19 Apr 2020 11:26 PM
  • India

After first visit to India every traveler will arrange punctuation of this phrase in his own manner.


Maybe someone will answer without  hesitation, having decided how he feels towards this ambiguous land. As for us, we couldn’t reply to that question immediately and confidently after having returned from a three weeks long trip through India. All the more so with relatives and friends constantly pouring in: “So, how’d you like India?”, “Why’d you actually go there?” …


New Delhi streets

Well, really, why India?

The idea of an independent journey disturbed the mind for quite some time. During the last few years, reading the travelers’ blogs, who visit different parts of the globe, a desire of witnessing something like that appeared a lot. To switch from your typical beach vacation and experience an adventure. We succeeded at the latter!

We chose India, because of the number of examples of travelers who ploughed their way to this exotic peninsula. Thus loads of advice and useful recommendations were found in the Internet.


Rainy forests in Manali

A journey through India doesn’t require any special preparations or guide presence. The most important thing is to determine the destination, because India is an enormous country, where you couldn’t possibly encompass everything at once.

The only possible time for us to visit India was August, which is the monsoon season almost everywhere in India. Weather conditions sort of helped us determine the destination. Northern India is a land of high altitudes (higher than 2000m; 6500 ft), mountainous regions and Tibetan traditions. And since after our arrival we nevertheless were in Delhi, we decided to spend some time there and see the sights. And we couldn’t miss visiting the city of Amritsar and seeing The Golden Temple, the main sanctuary of the Sikhs. We’ll write detailed and colorful reports about all those places.


Golden Temple in Amritsar

 Did we actually like India?

Having spent some time at home, without constant need of moving from A to B, finding solutions to immediate problems of having a place to sleep and something decent to eat, we can confidently say that yes, we liked India much!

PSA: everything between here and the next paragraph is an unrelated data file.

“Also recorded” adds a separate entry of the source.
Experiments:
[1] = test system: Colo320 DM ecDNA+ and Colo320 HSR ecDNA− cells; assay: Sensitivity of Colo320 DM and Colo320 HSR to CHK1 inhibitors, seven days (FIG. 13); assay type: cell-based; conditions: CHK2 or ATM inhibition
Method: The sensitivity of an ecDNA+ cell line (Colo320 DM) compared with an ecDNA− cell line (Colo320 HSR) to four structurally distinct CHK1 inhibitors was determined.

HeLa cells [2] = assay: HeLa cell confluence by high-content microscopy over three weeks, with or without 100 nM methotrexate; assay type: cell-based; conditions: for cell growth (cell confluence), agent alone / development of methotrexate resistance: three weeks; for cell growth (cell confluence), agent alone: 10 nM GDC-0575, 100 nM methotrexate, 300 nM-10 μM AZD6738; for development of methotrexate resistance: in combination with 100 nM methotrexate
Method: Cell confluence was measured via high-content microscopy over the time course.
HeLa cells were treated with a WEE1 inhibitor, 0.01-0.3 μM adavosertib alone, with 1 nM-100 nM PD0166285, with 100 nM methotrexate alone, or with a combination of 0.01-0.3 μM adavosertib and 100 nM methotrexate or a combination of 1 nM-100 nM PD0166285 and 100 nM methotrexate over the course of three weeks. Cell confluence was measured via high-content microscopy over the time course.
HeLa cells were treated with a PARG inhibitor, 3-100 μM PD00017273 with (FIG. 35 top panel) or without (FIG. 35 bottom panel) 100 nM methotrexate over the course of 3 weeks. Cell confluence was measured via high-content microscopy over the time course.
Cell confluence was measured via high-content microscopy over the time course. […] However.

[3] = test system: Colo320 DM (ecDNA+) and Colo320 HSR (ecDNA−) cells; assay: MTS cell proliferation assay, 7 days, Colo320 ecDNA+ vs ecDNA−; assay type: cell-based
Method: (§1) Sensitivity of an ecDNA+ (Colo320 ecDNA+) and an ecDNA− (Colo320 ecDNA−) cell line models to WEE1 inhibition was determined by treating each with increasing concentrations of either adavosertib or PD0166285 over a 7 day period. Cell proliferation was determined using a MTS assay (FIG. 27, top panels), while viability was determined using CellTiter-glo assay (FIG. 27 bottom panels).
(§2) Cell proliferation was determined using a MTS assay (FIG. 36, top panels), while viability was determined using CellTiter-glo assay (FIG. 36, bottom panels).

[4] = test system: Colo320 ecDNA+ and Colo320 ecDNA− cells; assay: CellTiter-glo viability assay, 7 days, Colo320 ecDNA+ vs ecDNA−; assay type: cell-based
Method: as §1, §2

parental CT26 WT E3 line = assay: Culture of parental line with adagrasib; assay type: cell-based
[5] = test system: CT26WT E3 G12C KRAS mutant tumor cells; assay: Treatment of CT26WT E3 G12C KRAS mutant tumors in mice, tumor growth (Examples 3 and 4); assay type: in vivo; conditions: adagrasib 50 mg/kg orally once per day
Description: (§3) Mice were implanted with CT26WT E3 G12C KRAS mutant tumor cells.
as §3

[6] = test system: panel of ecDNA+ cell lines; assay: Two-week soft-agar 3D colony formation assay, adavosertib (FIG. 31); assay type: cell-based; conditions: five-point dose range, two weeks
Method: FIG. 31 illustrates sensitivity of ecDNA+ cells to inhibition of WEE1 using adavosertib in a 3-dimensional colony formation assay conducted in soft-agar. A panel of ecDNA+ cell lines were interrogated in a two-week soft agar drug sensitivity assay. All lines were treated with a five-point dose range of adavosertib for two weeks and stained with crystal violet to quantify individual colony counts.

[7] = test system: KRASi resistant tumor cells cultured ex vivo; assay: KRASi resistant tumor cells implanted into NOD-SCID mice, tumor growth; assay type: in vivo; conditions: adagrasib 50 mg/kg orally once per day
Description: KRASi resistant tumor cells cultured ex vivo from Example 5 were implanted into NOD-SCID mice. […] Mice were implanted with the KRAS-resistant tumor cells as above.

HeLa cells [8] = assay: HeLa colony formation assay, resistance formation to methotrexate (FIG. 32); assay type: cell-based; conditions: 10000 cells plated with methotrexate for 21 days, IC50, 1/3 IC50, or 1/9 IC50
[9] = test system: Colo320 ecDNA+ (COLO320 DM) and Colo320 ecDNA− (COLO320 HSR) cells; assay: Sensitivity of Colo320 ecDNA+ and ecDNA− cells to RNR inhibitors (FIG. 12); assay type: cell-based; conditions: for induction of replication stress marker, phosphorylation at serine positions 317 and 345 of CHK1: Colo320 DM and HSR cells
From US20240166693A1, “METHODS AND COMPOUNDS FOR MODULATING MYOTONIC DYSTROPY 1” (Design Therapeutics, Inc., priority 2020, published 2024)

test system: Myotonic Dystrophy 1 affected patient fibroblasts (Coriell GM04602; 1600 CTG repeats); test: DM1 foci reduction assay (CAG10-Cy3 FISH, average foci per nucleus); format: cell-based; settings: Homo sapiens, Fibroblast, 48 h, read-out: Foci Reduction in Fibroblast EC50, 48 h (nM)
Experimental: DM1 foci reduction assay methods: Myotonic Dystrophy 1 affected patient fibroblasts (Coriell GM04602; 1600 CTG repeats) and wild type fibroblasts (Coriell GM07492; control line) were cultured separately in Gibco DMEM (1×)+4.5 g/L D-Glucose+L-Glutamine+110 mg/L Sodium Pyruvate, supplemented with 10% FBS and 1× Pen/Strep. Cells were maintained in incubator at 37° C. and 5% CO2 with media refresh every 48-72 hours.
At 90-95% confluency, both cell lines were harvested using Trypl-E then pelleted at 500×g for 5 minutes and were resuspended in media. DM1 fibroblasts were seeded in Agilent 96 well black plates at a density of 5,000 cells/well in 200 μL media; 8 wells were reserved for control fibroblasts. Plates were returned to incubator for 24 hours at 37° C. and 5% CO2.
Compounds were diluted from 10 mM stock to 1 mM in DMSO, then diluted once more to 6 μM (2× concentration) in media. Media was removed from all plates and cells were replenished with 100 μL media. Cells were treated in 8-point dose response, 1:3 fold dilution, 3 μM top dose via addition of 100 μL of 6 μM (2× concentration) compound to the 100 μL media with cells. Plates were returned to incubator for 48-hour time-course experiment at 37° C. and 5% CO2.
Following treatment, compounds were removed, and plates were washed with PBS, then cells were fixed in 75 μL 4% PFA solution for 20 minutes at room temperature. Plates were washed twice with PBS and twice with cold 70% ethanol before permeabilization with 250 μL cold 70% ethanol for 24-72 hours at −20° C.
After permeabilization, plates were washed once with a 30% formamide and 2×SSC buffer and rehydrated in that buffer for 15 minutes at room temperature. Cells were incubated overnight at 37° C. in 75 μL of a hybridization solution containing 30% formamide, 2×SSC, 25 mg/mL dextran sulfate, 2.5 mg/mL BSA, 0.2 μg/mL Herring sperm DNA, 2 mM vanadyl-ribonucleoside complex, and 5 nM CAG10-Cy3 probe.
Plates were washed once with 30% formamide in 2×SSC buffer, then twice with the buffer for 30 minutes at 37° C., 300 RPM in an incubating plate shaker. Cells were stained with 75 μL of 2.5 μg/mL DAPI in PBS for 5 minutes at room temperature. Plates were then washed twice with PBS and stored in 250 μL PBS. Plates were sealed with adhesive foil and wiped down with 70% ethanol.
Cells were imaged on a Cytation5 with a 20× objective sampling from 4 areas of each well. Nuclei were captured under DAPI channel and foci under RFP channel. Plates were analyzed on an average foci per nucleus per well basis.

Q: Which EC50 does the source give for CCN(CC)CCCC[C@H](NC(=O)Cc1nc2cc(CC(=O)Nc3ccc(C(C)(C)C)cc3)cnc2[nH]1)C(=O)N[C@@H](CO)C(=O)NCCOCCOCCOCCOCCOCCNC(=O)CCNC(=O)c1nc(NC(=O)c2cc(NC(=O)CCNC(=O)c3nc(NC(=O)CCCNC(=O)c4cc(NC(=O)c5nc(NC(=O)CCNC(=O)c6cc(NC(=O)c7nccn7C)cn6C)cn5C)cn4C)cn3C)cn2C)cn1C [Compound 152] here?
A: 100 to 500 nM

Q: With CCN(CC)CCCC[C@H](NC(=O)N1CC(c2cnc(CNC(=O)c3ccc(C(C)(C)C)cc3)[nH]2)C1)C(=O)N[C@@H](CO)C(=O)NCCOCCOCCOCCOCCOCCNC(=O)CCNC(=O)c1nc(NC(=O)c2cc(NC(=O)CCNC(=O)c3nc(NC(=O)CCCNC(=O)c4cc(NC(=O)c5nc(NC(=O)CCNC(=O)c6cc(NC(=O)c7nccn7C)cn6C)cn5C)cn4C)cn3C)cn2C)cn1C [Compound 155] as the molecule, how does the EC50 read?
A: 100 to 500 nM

But of course we can’t say that the time spent in India was altogether carefree, accompanied only by positive emotions.

Literally from our first minutes in Delhi we had to change our plans, adapt to the circumstances of living in Indian cities and seek the solutions to appearing problems. Indian cities crash on to the naive heads of Europeans as a cold shower – unexpected and contrasty. All receptors come alive and start working rapidly, barely managing to process all the signals. Lots of things seen in India invoked perplexity, disgust or utter incomprehension.



On the other hand Indian culture is diversified and unique. The Golden Temple left lasting impression. Mountains and the nature of the northern states left us wordless and breathless with its unearthly beauty and landscapes. Tibetan traditions, local people with their simple and at times severe living conditions, who saved kindness and amiability, brought us joy and excitement.


Tibetian monk in Buddhist Monastery, Leh

Probably all the range of emotions felt and things seen is the most precious experience of all carried home from India. The first trip to Hindustan set our priorities for the future – omit or minimize the time spent in big cities. But the mountain regions are worth coming to again and again – to see more of the nature and people’s mode of life.


Namgyal Tsemo Gompa, Leh, Nothern India

And surely a lot is left unseen and unsaid, because to see the entire India in one trip is totally impossible.

Our verdict stands “To fall in love with India, impossible to hate…”